If you're a germaphobe, make sure you're sitting down.
Back in 1999, a woman in California cleaned up rodent droppings in her home. Two weeks later, her liver started failing. Then she started to bleed internally — a hemorrhagic fever that would kill her. Eventually doctors found a new virus in her body, which very likely came from a rat.
A few years later, a man in Arizona went to the hospital. The skin on his legs was infected and dying. Doctors had to amputate. His diagnosis? A new kind of leprosy.
Over in the Midwest, the problem has been new tick-borne diseases, some deadly. And in New England, doctors are dealing with a disease that causes Lyme-like symptoms but is caused by a different bacteria.
The pattern continues across the country and across the world. A spike in new infectious diseases is the new normal.
Over the past 60 years, the number of new diseases cropping up in a decade has almost quadrupled. The number of outbreaks each year has more than tripled since 1980.
"We're in a hyperinfectious disease world," says epidemiologist Michael Osterholm, who directs the Center for Infectious Disease Research and Policy in Minneapolis.
More than a dozen new viruses and pathogenic bacteria have appeared in North America in the past 20 years. Europe has had at least 18. Asia 17. Africa seven.
OK. By now, you might be thinking: Aha! I know what it is! Scientists have gotten better at detecting diseases — and the media have gotten better at giving us the heebie-jeebies about them.
That is true, says Barbara Han, a disease ecologist at the Cary Institute of Ecosystem Studies in Millbrook, N.Y. But it's not the full picture.
"There's never going to be a perfect way for us to take into account sampling bias," Han says. "But even when we try to compensate for how much more information there is, we just have more diseases overall. The data are very convincing."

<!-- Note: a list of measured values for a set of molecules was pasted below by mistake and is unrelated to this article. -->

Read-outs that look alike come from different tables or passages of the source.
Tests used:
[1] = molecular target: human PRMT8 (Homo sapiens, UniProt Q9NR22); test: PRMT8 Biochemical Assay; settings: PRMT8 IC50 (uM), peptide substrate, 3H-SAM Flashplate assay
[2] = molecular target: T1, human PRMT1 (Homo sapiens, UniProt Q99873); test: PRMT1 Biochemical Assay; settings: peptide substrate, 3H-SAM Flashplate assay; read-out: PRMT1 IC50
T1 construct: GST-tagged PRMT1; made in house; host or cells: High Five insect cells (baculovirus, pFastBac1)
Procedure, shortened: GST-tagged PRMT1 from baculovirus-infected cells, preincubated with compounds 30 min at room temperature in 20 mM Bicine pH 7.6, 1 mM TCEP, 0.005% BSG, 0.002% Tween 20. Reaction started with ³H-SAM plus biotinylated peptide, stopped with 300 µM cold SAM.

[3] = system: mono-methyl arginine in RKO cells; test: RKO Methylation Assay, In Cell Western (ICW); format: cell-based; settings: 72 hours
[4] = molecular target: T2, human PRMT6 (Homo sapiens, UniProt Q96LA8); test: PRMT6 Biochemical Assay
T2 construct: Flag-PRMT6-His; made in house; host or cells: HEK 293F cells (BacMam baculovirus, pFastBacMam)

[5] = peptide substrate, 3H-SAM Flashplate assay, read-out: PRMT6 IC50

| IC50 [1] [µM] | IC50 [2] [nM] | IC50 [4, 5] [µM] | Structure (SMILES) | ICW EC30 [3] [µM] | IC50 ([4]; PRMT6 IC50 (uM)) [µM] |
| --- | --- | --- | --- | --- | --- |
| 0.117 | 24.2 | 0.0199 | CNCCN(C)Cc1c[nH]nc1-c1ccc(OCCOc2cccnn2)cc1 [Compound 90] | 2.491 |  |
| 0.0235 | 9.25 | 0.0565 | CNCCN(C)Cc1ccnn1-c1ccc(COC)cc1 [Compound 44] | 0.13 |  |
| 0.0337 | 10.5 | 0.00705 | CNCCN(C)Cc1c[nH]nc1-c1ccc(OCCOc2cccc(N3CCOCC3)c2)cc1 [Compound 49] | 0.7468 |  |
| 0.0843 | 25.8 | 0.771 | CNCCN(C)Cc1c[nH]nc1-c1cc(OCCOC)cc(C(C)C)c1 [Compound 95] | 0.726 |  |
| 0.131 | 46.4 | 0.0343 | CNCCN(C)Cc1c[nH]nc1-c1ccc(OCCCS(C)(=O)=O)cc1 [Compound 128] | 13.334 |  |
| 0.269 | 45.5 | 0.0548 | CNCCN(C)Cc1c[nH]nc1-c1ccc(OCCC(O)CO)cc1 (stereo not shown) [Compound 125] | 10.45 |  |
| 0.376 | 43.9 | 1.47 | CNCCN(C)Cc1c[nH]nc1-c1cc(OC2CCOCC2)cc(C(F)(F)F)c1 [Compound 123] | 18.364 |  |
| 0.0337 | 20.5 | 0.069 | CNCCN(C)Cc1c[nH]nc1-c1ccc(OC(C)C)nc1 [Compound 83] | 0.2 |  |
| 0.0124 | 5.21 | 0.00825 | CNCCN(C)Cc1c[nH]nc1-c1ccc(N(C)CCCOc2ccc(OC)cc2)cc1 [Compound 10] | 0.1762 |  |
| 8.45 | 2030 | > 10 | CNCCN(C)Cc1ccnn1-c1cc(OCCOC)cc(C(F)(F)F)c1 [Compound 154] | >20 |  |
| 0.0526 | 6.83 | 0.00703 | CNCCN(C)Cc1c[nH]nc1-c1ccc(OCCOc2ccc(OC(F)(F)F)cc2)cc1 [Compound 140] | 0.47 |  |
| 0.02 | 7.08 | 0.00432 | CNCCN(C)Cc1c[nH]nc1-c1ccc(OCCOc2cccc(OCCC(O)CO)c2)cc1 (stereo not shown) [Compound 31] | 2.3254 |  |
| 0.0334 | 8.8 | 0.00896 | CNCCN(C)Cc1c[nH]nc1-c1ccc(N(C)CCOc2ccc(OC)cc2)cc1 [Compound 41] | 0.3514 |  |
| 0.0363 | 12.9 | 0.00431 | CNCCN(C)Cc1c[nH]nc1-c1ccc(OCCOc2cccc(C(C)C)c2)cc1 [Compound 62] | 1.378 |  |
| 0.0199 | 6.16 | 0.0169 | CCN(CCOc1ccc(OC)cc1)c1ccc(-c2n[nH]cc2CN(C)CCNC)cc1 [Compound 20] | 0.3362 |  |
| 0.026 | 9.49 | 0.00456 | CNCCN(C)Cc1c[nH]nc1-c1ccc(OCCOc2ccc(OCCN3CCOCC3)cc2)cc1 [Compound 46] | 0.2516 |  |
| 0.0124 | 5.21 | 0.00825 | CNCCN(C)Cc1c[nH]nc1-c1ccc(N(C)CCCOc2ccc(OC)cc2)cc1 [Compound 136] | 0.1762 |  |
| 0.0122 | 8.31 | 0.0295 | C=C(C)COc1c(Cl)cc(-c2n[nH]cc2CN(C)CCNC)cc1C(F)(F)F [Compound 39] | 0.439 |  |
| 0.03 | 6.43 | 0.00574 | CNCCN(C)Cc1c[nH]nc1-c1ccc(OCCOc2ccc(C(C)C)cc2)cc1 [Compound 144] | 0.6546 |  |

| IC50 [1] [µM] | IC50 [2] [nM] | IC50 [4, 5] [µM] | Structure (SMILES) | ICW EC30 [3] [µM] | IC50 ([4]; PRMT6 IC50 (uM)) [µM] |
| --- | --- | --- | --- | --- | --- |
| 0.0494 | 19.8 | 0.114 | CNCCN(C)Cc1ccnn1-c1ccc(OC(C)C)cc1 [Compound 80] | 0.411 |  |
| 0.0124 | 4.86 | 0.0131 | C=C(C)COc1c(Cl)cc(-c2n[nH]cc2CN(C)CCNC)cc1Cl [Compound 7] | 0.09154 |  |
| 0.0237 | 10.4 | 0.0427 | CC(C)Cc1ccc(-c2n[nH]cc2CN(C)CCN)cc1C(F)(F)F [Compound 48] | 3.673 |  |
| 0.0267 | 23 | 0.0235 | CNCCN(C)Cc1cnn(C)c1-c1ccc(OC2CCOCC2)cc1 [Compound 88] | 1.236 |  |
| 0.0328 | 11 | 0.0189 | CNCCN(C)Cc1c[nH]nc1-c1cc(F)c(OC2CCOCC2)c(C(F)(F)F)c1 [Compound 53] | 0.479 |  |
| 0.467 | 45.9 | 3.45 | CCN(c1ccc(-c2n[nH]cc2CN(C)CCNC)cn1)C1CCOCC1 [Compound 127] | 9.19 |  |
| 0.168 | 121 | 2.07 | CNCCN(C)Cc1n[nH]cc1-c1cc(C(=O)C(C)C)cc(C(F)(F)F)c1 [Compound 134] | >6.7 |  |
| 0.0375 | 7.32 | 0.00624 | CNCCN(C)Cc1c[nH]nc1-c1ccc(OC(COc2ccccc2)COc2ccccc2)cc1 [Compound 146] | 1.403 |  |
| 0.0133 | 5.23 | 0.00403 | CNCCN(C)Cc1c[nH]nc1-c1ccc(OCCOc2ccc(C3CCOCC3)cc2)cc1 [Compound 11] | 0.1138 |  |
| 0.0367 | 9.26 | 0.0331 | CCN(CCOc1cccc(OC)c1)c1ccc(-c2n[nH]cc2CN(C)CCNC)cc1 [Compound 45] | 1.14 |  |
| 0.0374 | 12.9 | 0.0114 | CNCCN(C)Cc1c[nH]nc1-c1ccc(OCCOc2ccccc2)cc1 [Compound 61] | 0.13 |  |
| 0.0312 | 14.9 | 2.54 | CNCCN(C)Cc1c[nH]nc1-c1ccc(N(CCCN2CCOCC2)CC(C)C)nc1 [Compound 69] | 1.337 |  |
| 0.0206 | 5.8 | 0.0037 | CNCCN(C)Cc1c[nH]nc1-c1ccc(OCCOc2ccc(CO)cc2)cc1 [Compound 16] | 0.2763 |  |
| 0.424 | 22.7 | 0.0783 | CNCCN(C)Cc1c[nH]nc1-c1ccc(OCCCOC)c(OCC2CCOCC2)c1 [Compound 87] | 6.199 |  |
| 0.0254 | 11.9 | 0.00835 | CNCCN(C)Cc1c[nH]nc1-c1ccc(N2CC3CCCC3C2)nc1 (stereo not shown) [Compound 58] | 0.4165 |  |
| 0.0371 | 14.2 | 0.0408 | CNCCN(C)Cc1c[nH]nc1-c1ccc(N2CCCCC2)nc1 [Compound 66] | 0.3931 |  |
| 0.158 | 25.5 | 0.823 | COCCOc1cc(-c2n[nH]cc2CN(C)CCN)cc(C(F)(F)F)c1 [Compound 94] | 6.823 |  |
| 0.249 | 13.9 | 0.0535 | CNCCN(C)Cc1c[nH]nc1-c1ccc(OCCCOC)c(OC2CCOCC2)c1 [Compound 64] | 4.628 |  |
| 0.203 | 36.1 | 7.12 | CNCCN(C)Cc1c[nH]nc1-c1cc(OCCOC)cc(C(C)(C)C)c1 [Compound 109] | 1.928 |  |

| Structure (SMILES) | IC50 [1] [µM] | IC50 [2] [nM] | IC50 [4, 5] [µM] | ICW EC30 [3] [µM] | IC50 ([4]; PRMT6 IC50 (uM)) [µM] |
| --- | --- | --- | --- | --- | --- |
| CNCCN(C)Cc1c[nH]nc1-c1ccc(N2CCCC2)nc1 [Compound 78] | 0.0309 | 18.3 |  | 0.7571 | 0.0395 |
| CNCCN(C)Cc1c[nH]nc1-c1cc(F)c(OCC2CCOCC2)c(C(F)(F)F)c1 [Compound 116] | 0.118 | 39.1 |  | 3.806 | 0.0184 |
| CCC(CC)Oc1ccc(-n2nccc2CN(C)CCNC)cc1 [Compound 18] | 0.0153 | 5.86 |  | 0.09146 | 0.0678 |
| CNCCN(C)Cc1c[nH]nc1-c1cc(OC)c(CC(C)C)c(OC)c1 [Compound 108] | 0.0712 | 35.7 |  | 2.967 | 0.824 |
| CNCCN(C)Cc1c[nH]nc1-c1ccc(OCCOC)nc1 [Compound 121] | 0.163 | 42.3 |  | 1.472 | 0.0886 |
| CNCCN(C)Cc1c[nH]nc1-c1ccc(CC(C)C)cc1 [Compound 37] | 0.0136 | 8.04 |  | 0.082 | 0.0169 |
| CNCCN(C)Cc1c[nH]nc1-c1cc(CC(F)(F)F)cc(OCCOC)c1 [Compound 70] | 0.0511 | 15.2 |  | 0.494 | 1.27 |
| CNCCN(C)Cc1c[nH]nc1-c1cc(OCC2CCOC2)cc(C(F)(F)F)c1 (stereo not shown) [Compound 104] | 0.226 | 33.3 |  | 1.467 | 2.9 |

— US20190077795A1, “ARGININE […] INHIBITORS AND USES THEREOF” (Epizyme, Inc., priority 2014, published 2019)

Several teams have quantified the global rise in infectious diseases by analyzing disease databases and reviewing studies. They used a few tricks to take into account the fact that over time, doctors and scientists have developed better tools for identifying pathogens.
But still, the studies found a surge in diseases. Old diseases that we thought were gone — like the plague — are returning. New diseases are spreading into new regions. And more dangerous strains of old diseases are cropping up more frequently. (Not to mention the rise in drug-resistant versions.)
The only trend that looks reassuring is that the number of cases in outbreaks per person has declined over the past few decades, researchers at Brown University reported in 2014.
So the big question is: Why? Why is this era of new diseases happening now?
"Well, we've been boiling the frog for a long time. Eventually, it's cooked," says Toph Allen, a data scientist with EcoHealth Alliance, a nonprofit that is trying to prevent pandemics by looking for diseases in wildlife.
Wait. We're boiling the frog? You mean, humans are responsible? Yes.
Many scientists say we, humans, are to blame for this new disease era. That we're responsible for turning harmless animal viruses into dangerous human viruses.
Over the next month, NPR's global health team is going to explore why this is the case. We'll look at where these diseases come from. How they're unleashed and how they spread.
And why this isn't just a problem for poor countries. In fact, one of the hot spots for rodent viruses could be right here, stateside, in Nebraska.